Summary: How to Do Church Planting Research of a New Area Profile of Yola-Jimeta, Nigeria, Religious & Social Conditions

How to Do Church Planting Research of a New Area

Profile of Yola-Jimeta Religious & Social Conditions

Information supplied by Peter Bartimawus

Fellow Indigenous Contributors: Ayuba Betso, Jessy Chinjeli,

Gasmis Bambuka, Garko Wilberforce, Maina Wakili, and Fiyau Amawo

Adapted for use by Rev. Dr. Paul J. Fritz

Learning Objectives

1. The students will explain how to do church planting research in a new area.

2. The students will discuss in a short paper how to identify facilitating and hindering forces for church growth and church planting in a new area.

Introduction - The following is an overview designed to assist urban church planters in Yola-Jimeta townships in Gongola State, Nigeria. The information was compiled by eight seminary students of Jos ECWA Theological seminary and the author in preparation for future endeavors to reach people for Christ through an urban church planting project. First, a overview of the representative tribal groups will be furnished along with their accompanying percentages of the 96,000 people inhabiting the Yola-Jimeta metropolis. Second, an approximation of the percentages of Christians, Muslims, and pagans will be offered to guide the strategists in their church planting objectives. Thirdly, a brief religious background of the urban center will be described to give a historical description of the Gongola capital. It is the prayer of the contributors of this paper that the information would be used to extend the kingdom of God in a qualitative and quantitative sense through the future work of urban church planters.

I. Discover the Demographics (The composition of the people groups)-

Fulani 15%

(Primarily located in and around Yola)

Bachama and Bata 10%

(Many claim to be Fulanis)

Kilba & Yungur 10%

(Lutheran Church of Nigeria)

Margi & Higgi 30%

(Lutheran Church of Nigeria)

Tivs & Jukun 5%

(Mixed throughout the town, Christian Reformed Church and traditional religionists)

Yandara & Jenjo 5%

(Mixed throughout the town, but Christian and pagans)

Igbo 4%


Yorubas 2%

Hausas 1%

Idomas 1%

Wurkun & Bikwin & Bambukas 5%

Bura 3%

Minor tribes include; Mumuyi, Lunguda, & Kuteb (Mixture of Christians, Muslims & pagans)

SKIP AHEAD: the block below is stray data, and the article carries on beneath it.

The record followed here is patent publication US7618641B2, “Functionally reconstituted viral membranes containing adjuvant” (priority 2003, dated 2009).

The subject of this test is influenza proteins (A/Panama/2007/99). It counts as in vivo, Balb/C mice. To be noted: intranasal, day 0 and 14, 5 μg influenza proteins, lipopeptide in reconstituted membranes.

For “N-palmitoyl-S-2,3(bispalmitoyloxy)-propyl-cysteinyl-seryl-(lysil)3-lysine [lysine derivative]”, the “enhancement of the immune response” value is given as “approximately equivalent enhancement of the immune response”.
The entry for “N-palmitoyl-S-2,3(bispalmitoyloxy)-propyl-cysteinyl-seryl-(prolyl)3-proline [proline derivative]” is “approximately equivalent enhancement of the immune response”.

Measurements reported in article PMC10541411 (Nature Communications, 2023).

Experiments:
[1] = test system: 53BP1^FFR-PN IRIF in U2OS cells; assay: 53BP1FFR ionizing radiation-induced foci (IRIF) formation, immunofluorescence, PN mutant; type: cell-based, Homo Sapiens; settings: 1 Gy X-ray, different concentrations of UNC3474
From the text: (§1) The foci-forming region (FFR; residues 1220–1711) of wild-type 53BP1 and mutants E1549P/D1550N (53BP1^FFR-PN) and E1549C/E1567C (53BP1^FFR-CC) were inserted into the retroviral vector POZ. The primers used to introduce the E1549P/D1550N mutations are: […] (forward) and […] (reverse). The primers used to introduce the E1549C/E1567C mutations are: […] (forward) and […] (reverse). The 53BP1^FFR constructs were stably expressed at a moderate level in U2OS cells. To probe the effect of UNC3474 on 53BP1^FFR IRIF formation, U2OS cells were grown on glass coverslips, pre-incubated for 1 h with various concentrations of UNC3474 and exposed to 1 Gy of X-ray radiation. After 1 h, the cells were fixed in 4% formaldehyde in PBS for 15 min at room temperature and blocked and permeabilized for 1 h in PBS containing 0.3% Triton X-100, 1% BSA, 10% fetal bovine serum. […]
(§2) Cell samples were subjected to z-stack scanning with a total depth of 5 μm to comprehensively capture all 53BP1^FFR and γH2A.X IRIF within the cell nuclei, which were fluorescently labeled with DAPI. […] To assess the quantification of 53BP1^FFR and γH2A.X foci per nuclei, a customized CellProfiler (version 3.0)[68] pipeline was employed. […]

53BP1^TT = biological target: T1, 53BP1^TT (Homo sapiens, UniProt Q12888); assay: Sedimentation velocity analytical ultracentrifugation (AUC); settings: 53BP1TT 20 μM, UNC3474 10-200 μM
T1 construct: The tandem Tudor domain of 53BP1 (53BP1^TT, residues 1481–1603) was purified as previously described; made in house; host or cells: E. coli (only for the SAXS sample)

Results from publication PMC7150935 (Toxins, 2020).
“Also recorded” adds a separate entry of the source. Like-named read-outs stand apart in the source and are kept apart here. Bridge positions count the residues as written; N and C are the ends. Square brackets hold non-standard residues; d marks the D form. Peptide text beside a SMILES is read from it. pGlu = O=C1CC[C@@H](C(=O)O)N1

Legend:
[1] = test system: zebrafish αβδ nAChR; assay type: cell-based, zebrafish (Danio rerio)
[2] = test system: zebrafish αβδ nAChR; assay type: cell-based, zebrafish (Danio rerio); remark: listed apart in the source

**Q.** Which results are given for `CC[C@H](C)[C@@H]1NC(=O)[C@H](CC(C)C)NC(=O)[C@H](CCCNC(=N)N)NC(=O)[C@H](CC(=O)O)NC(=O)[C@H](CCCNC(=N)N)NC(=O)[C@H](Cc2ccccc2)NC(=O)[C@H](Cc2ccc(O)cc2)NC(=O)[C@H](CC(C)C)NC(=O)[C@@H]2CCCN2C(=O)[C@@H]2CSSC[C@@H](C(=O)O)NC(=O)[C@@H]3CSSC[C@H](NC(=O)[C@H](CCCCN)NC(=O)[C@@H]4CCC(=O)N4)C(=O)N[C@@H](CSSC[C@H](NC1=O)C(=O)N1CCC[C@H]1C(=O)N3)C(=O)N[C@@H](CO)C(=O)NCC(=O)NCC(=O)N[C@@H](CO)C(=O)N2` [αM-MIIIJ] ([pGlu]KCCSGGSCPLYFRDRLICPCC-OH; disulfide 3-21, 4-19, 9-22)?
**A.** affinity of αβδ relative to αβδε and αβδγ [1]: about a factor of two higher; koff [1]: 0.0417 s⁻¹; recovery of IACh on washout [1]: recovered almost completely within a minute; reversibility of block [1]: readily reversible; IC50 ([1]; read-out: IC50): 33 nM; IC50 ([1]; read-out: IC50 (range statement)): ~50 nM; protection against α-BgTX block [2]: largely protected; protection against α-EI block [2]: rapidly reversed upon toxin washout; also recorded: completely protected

II. Find the Percentage of Christians, Muslims, and Pagans

Christians 60%

Muslims 35%

Pagans 5%

III. Discover the Religious Background of Yola-Jimeta

The Churches represented in Yola-Jimeta presently include the Roman Catholic Church, The Lutheran Church, Seraphim and Cheraphim, Apostolic Church (Yoruba mainly), Baptist (Mambilla and Lunguda tribes), ECWA, Redeemed People’s Mission, E.Y.N. (Brethren Church) and the Christian Reformed Church.

IV. Learn the History of Religious Development of Yola-Jimeta

The first mission board to be registered in Yola was the Catholic mission. The second mission to attempt church planting in the area was the SUM, Danish branch, but it failed to gain recognition by the government. When Dr. Bronnum, the SUM pioneer, arrived in 1913, the province was known as Yola. The Emirate of Adauna Madibo was first established in 1840, making it a Muslim stronghold for Usman Dan Fadios Jihad. Dan Fadios had given Adauna Modibo directives to conquer Adaunawa province for Islam in 1804.

Adauna Madibo succeeded in bringing several tribes under his control taking them as slaves. Up to the present these tribes continue to act as servants to the Fulanis. Today, there is great prestige ascribed to the name of Adauna Madibo as the university of Maidugari Yola Campus is named the Adauna Madibo College.

Accounts of the individual tribes that settled in the area are rather difficult to come by, but the above profile of the various tribes is a good representation of the present people groups residing in Yola-Jimeta. Some of the tribes are believed to have come from the Cameroons. Some converts may be the key people to eventually plant churches in Cameroon areas!!!

The Catholic and the Lutheran churches were the first mission efforts to start churches in the Yola-Jimeta area. Nevertheless, both of these movements have been unsuccessful in reaching the Fulanis, who are the power brokers, of the area. However, in a recent government election 12 out of 15 seats were won by Christians, with only one Fulani winning a seat , and two pagans winning seats. Even in the old traditional Muslim city of Yola, a Christian won the government seat. This is one indication, that the Fulanis are loosing control of the politics, commerce, and religious affairs of the urban center. As a result of all the change, the Fulanis not only resist the gospel, but openly oppose it.

Since Jimeta is now the present seat of the government for Gongola state, it attracts many new settlers from the rural areas surrounding the metropolis. ECWA has had the foresight to purchase 4 choice pieces of land in the urban center for future construction of churches. The present immigrants moving into Yola-Jimeta are attaching themselves to residences nearby their tribesmen. This is not only seen in tribal unions, but also through their church affiliations.

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